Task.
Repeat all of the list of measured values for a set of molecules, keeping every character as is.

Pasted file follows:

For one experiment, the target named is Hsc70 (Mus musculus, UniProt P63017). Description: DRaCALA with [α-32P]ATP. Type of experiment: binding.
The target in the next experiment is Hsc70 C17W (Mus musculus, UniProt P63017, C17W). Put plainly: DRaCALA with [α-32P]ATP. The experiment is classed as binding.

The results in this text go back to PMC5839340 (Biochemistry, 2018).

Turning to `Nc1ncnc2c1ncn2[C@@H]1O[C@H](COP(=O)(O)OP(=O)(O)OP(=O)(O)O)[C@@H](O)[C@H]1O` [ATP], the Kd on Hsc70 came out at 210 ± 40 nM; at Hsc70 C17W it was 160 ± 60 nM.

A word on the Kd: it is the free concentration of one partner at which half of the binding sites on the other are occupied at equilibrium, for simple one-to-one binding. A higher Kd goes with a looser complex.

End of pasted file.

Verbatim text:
For one experiment, the target named is Hsc70 (Mus musculus, UniProt P63017). Description: DRaCALA with [α-32P]ATP. Type of experiment: binding.
The target in the next experiment is Hsc70 C17W (Mus musculus, UniProt P63017, C17W). Put plainly: DRaCALA with [α-32P]ATP. The experiment is classed as binding.

The results in this text go back to PMC5839340 (Biochemistry, 2018).

Turning to `Nc1ncnc2c1ncn2[C@@H]1O[C@H](COP(=O)(O)OP(=O)(O)OP(=O)(O)O)[C@@H](O)[C@H]1O` [ATP], the Kd on Hsc70 came out at 210 ± 40 nM; at Hsc70 C17W it was 160 ± 60 nM.

A word on the Kd: it is the free concentration of one partner at which half of the binding sites on the other are occupied at equilibrium, for simple one-to-one binding. A higher Kd goes with a looser complex.